Difference in Upton is audible

It's easy to see how incredibly well 2B B.J. Upton has done the first month.

Published May 1, 2007

ST. PETERSBURG - It's easy to see how incredibly well 2B B.J. Upton has done the first month.

Just look at the balls he has blasted to all fields and at his name all over the American League statistical leaderboard, ranking among the top three in batting average .365, slugging percentage (.689) and hitting with runners in scoring position (.542) through Sunday.

But manager Joe Maddon doesn't have to look to know.

He can tell just by listening.

"The balls he's hitting, he's hitting right on the numbers, and you can hear it from the side, " Maddon said. "He's just swinging the bat with a lot more force than he did at any point last year. He's a thin, wiry young man, but he has serious power. The biggest differences are bottom-half involvement (using his legs more), better hand position, and the ball is just clicking off his bat. You sit down and listen to him in BP and the sound off the bat is just different."

There's something else different, too, which could go down as one of the best decisions ever by Maddon and executive VP Andrew Friedman. By moving Upton to second base (and off shortstop and third, where he struggled), they took the focus off his defense, allowing him to relax.

"We wanted for him to show us what his best position would be and not try to force him into a spot and try to force him into being this icon that he was, " Maddon said. "The biggest thing was that I wanted him to become the offensive threat he once had been and then find out what his best defensive position was. So far it's kind of taken shape. We'll see how it all plays out."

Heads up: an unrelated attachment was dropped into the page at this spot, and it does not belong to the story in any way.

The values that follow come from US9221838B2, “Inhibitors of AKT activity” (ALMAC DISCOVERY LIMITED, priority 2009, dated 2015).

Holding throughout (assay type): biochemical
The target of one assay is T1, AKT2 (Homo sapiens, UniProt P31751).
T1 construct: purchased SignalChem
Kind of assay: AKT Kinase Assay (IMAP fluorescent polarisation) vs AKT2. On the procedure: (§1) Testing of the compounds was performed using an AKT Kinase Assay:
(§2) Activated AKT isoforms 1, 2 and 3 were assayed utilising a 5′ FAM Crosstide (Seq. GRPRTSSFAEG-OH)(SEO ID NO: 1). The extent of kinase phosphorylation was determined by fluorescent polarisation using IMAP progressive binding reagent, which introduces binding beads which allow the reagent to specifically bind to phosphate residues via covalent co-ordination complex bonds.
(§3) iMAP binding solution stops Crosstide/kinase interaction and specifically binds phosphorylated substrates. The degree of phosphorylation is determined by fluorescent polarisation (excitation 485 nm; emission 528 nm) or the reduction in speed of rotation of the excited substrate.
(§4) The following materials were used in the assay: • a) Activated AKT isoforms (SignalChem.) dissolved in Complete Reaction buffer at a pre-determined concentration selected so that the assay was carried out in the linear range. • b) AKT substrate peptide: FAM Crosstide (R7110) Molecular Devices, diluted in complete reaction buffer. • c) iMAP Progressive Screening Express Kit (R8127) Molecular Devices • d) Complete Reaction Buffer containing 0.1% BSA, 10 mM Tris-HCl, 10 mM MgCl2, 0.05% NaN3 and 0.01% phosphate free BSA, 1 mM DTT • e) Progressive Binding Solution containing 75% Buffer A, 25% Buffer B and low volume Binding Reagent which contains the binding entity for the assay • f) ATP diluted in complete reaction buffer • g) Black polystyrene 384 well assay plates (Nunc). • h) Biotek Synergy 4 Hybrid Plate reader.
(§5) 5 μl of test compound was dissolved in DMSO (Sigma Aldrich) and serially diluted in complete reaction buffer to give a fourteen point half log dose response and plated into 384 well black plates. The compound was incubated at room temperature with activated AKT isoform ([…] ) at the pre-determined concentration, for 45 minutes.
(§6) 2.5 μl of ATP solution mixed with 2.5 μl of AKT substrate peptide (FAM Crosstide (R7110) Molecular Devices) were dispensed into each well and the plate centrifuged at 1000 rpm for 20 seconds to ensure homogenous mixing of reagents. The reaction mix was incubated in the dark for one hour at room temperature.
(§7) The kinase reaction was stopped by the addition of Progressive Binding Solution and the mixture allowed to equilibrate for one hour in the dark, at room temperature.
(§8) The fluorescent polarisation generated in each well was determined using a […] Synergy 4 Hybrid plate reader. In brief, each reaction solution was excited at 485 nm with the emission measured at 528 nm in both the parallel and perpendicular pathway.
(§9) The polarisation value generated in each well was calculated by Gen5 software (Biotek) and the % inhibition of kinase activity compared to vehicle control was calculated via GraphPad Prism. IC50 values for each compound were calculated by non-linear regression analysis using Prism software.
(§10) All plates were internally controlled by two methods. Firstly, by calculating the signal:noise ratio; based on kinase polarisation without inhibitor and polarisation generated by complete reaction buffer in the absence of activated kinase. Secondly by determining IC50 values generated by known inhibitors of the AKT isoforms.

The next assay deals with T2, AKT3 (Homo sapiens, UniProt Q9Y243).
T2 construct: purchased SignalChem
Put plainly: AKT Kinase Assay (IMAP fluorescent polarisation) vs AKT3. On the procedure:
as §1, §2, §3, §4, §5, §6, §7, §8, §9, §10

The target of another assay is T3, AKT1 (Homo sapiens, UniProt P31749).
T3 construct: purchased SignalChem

There are some concerns, that Upton strikes out too much (27 times, tied for third most in the AL) and takes too many pitches, but the Rays like what they see. And hear.

NEW LOOK: RHP Edwin Jackson said the Twins will see a different pitcher tonight than April 14, when he walked five, allowed nine of 18 batters to reach, labored through three-plus innings and announced afterward: "I just pitched like a (wimp)."

Jackson said the game reinforced that he has to be aggressive at all times, and he has pitched better since, though he is still seeking his first win as a Ray. "You attack the strike zone and sometimes you get away with pitches you miss on, " he said.

ROLLING ROOKIES: Elijah Dukes, Akinori Iwamura and Delmon Young combined to score 43 April runs, more than any rookie trio in the past 50 years, according to research by the Rays. Minnesota's Gary Gaetti (now the Rays' Triple-A hitting coach), Kent Hrbek and Randy Johnson scored 40 in 1982.

MISCELLANY: INF Ty Wigginton, who came up with the Mets and played there through July 2004, said he didn't have any recollection of Kirk Radomski, the former clubhouse employee who pleaded guilty to distributing steroids. ... 1B/DH Greg Norton, recovering from knee surgery, is close to going on a rehab assignment and could be back within 10 days. ... Wigginton, Norton, Carlos Pena and Bugs Bunny will open the new Rays/Looney Tunes play area at International Plaza at 11 a.m. Thursday. ... SS Ben Zobrist will participate in Bay Point Middle's Math Moves U Extravaganza on Wednesday. ... The 11-14 April record matches last season. Their best was 12-12 in 1999.